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1979 marks the fortieth anniversary of the exodus of the Spanish Republicans from the country they had lost to Franco. More than 500,000 sought refuge in France from what they assumed would be death or imprisonment. Louis Stein integrates French, Spanish, and Catalan sources into the first comprehensive account in English of the refugees and their experience in exile.
Stein describes their reception on French soil where they were greeted with suspicion and herded into concentration camps. He traces their activities after the onset of World War II working in defense factories and on farms or fighting in the Foreign Legion or the French army. Of special interest is Stein’s delineation of the significant role the Spanish played in the Resistance and Liberation movements. Throughout, Stein highlights the shabby and brutal treatment of the refugees by the Vichy Government and by the Germans, both of whom regarded the Spaniards as “presumptive enemies.”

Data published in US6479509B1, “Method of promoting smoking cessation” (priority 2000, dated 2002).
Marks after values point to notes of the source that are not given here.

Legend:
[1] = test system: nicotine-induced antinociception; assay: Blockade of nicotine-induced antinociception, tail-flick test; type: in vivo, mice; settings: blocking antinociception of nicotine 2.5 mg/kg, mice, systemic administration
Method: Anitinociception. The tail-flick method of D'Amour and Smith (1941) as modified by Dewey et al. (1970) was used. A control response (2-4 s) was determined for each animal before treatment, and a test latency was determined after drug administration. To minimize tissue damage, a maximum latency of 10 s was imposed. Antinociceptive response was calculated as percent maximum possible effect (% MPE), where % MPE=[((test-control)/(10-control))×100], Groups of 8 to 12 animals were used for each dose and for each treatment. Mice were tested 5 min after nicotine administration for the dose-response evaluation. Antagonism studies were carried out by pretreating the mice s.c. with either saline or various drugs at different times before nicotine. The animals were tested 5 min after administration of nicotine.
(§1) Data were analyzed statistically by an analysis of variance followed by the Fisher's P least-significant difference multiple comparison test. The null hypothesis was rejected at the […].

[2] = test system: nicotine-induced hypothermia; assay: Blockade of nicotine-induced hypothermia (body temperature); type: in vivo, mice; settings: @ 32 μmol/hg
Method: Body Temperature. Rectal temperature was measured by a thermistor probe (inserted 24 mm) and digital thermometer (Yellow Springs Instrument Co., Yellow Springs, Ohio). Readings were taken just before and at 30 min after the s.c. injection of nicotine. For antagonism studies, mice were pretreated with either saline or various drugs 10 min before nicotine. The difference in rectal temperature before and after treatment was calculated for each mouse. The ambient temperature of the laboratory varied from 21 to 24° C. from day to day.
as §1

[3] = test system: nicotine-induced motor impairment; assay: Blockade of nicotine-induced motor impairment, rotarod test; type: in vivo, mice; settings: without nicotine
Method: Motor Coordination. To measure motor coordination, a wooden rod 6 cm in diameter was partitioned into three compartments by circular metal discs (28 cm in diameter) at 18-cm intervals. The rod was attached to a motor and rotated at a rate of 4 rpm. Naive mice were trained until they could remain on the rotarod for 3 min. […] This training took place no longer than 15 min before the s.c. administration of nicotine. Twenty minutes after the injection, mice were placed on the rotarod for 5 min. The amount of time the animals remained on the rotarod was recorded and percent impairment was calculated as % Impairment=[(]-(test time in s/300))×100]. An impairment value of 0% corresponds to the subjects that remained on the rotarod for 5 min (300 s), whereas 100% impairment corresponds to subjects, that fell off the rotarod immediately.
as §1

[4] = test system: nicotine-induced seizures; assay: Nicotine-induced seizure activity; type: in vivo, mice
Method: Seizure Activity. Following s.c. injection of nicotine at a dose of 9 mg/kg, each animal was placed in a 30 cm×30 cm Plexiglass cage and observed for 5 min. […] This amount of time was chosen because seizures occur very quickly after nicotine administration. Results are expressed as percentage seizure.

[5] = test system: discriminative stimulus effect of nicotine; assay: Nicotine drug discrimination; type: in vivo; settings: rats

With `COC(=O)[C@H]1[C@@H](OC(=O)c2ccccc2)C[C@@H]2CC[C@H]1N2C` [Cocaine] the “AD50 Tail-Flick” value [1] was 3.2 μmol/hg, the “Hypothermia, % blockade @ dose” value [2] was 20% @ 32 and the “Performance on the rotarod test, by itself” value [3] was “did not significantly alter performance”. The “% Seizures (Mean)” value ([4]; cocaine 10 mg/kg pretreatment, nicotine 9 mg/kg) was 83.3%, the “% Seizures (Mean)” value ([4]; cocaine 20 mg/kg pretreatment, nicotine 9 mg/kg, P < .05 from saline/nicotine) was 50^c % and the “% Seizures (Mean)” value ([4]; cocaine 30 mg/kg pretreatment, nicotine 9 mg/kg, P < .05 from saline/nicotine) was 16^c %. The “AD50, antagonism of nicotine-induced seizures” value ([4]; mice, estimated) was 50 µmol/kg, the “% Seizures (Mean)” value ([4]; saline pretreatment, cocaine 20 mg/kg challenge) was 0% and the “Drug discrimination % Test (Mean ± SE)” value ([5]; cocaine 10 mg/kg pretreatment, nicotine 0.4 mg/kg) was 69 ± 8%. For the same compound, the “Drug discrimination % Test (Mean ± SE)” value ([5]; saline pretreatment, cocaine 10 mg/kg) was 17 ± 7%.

Stein shows how the Spanish anti-fascists suffered their trials with great dignity, hoping that upon Hitler’s defeat, the victorious Allies would turn south and help them destroy Franco’s rule. This did not happen, and their situation at war’s end was almost as grim as it had been in 1939. Many thereupon resumed resistance to Franco, a punishing guerilla way of life that kept their cause ambiguously alive.